ARTnewsletter Archive

L.A. Pair Plead Guilty to Art-Auction Fraud and More

A Los Angeles couple have pleaded guilty to defrauding art buyers by rigging auctions and selling fake artworks. They face a total of up to 16 years in federal prison when sentenced in September.

NEW YORK—A Los Angeles couple have pleaded guilty to defrauding art buyers by rigging auctions and selling fake artworks. They face a total of up to 16 years in federal prison when sentenced in September.

According to a statement issued by the U.S. Department of Justice and the Federal Bureau of Investigation in early March, Kristine Eubanks, 49, and Gerald Sullivan, 51, of La Canada, Calif., operated live auctions, on satellite television channels, which purported to sell genuine works of art and jewelry.

The duo admitted that, among other things, they knowingly had sold art with forged signatures of Marc Chagall, Salvador Dalí and Pablo Picasso.

Eubanks and Sullivan confessed that the scam was connected with their show Fine Art Treasures Gallery, which aired on channels broadcast by DirecTV and the Dish Network. By their own admission, they had rigged auctions by creating false and inflated bids that raised the purchase price of works sold to the public during live auctions.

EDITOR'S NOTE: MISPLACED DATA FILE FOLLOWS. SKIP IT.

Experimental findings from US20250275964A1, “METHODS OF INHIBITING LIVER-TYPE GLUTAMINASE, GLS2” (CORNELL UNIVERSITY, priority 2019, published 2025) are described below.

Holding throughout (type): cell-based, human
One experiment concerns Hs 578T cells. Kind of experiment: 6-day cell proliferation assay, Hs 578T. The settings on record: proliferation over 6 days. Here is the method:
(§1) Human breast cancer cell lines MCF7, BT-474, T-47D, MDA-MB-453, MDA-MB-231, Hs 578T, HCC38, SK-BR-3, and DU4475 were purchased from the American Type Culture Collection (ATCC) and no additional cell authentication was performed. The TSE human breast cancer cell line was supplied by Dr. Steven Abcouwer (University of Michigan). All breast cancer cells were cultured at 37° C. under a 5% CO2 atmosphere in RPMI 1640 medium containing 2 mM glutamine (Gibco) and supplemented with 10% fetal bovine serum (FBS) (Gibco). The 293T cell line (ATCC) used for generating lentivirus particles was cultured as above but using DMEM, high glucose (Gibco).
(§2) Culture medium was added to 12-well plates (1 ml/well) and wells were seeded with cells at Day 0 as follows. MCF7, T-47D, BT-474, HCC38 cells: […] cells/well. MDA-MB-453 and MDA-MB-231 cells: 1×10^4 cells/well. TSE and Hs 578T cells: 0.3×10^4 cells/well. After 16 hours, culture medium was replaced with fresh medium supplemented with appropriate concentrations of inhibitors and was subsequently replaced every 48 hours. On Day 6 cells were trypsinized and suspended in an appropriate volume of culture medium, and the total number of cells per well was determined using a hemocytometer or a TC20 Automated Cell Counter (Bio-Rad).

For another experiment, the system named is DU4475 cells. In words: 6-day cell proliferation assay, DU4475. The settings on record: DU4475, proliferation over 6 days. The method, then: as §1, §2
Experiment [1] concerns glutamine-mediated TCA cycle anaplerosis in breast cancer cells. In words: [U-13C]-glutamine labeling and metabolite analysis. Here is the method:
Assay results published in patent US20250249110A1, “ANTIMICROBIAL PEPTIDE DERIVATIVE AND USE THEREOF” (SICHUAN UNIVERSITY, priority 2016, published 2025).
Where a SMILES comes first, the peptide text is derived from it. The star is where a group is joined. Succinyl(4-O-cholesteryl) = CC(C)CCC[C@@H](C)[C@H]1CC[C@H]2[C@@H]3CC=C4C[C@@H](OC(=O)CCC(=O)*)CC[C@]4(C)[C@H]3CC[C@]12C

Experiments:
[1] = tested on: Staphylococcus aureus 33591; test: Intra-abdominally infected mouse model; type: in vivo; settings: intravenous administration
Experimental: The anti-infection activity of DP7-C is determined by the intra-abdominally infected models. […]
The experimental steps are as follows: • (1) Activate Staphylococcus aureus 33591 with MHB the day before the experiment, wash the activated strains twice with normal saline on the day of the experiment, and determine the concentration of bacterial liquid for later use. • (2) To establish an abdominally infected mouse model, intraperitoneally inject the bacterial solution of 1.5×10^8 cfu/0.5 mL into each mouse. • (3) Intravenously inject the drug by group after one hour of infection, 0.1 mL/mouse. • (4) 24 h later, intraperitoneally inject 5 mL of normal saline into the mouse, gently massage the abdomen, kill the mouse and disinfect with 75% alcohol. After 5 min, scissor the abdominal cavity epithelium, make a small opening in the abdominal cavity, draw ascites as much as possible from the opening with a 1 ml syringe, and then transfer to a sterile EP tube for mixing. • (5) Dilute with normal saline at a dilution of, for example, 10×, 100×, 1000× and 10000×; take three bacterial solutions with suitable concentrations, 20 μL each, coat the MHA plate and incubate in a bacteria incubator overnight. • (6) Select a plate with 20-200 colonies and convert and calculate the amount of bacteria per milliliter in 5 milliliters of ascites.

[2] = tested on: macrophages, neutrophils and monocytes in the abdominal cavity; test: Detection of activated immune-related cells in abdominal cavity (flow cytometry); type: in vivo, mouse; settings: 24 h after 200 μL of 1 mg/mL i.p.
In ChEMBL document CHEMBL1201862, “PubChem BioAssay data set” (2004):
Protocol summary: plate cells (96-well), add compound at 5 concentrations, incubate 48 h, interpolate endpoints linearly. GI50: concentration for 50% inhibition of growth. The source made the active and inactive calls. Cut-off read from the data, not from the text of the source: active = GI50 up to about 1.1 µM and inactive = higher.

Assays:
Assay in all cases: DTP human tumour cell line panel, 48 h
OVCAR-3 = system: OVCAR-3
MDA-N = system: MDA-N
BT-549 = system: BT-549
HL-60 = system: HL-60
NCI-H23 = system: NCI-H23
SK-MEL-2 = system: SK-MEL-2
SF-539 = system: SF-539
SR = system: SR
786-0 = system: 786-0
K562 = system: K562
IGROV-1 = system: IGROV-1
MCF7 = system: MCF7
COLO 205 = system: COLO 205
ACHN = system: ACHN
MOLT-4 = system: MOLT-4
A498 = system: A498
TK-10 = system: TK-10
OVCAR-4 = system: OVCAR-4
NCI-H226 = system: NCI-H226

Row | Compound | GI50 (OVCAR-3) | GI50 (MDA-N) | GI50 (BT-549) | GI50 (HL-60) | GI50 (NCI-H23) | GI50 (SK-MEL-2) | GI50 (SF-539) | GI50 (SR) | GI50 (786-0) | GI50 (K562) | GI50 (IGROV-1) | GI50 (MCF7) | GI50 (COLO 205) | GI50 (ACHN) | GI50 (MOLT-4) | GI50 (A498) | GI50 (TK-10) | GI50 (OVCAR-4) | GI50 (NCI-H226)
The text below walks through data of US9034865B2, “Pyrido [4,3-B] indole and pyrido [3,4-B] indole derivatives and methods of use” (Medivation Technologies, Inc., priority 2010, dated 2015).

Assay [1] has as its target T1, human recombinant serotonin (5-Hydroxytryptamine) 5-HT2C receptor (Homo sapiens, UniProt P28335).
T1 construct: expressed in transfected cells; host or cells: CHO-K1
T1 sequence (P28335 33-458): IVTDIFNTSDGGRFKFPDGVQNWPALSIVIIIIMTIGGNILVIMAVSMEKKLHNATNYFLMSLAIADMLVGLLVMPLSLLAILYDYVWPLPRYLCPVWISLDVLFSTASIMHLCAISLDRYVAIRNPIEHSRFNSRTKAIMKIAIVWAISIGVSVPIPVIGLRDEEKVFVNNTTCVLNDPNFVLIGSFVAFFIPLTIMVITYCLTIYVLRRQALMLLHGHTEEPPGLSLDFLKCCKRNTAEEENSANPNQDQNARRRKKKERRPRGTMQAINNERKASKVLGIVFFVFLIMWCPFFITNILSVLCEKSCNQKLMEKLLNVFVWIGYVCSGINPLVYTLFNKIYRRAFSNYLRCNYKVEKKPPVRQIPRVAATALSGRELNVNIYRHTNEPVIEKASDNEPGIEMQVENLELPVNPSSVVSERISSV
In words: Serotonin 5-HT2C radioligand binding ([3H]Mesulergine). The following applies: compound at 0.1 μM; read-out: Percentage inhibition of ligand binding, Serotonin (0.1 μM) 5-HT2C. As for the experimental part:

Eubanks and Sullivan also admitted to purchasing fake art as well as forging art at a print shop, and to mailing phony certificates of authenticity and false appraisals, among other documents. Consequently, “more than 10,000 victims paid over $20 million for bogus art products,” the Justice Department statement reports.

“The defendants in this case have admitted to profiting by preying on the vulnerabilities of producers and consumers of art through an elaborate criminal enterprise,” said J. Stephen Tidwell, assistant director in charge of the FBI in Los Angeles. “Today’s announcement should send a message . . . that the FBI considers art-auction fraud to be a significant and growing crime problem that is being addressed by the FBI’s

Art Crime Team.”

Eubanks faces a maximum statutory penalty of ten years in federal prison, while Sullivan faces a maximum of six years. Furthermore, the pair must forfeit nearly $4 million, along with various pieces of artwork that have been seized in the course of the investigation.

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